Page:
c.1880 American-made Martinesque Parlor Guitar

From a short distance this looks a bit like an 1870s-1880s Martin-made size 1 or 2 instrument but when you dig into the details it quickly becomes apparent that it's almost certainly not: ladder bracing, t-style frets, the wrong sort of volute to the headstock rear and other inconsistencies just add up. That's not to say it's a bad instrument: it's not! This is solid spruce over Brazilian rosewood with a build that would've been "up there" with concurrent Washburn, Bay State/Haynes and similar makes.

This guitar is currently being considered for purchase by a friend/customer of mine and so she took it down here for investigation. At the same time I restrung it with nylon strings (it had an ancient set of silk & steels on itwhich = bad intonation as well as too much tension) and gave it a quick setup so she could at least try it "in full faith" before deciding whether or not to buy it from its owner.

I have no idea of the maker but I'd guess based on the general make that it dates to the 1880s/90s and is an East Coast make of some sort. It's vaguely Martin-ish in styling and looks but the design is solidly in the Bay State/Haynes sort of territory. It's interesting, for sure, and has a sound comparable to 1880s/90s Washburns.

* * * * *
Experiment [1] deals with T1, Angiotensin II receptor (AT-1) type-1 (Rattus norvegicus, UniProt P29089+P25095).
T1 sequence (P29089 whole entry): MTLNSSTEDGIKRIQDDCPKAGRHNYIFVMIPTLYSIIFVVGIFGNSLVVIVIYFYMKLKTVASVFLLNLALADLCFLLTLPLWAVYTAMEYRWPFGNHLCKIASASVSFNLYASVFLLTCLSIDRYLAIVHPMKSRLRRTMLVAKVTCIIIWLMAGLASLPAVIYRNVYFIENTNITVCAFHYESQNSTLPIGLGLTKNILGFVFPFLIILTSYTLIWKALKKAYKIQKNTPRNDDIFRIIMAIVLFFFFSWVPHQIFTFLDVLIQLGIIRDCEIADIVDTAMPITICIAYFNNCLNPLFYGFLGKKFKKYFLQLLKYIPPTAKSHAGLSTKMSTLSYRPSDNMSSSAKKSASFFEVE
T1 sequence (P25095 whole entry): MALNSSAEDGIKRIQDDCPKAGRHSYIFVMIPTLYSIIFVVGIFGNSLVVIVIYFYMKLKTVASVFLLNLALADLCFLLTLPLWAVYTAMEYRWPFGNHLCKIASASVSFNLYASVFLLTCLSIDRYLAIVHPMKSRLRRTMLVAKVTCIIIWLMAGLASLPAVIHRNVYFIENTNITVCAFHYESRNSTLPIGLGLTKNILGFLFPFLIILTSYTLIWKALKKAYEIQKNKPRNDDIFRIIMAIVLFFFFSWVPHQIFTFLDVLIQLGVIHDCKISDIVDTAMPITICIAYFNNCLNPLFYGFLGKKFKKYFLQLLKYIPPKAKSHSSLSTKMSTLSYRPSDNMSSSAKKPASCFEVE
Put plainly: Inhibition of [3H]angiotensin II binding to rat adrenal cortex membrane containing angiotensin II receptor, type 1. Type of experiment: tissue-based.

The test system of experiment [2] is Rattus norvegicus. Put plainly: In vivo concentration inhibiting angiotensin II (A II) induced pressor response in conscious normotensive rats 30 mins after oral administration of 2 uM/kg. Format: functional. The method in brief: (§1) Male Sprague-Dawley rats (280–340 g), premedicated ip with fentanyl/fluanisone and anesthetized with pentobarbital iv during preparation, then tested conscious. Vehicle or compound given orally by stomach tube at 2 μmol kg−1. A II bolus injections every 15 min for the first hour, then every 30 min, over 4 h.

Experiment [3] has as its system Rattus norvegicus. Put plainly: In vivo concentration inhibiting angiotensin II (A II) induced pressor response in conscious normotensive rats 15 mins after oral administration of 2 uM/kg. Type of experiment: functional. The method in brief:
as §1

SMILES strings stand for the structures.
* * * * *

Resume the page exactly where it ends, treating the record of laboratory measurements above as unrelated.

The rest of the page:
The guitar survives with remarkably few (and tiny) cracks. It's just under 12" at the lower bout.

I'm guessing that the big wide bone nut is unoriginal...

Rosewood board, pearl dots, and original-looking brass frets.

Originally all this purfling and rosette material would've been quite bright and colorful. Over the years the Kelly greens and bright yellows and reds faded to the muted vintage look we have here. There's an extra coat of varnish all over the instrument but it doesn't look distasteful.

This bridge looks pretty period to me... and has a bone saddle. The pins are newer, though.

It's hard to argue with Brazilian rosewood despite the weather-check and finish muck-ups.

The volute is really not pronounced at all... it's almost not there.

Apparently these Waverly-looking replacement tuners were handmade in Italy for this guitar some time ago.

Someone must have installed a tailpiece on this at some point. I blame the late teens, probably, when it was the fashion to do that and then string these up with steel when the original bridge began to lift because of the steel tension.


Anonymous said…
I have this exact guitar. It was my great grandfather's in PA.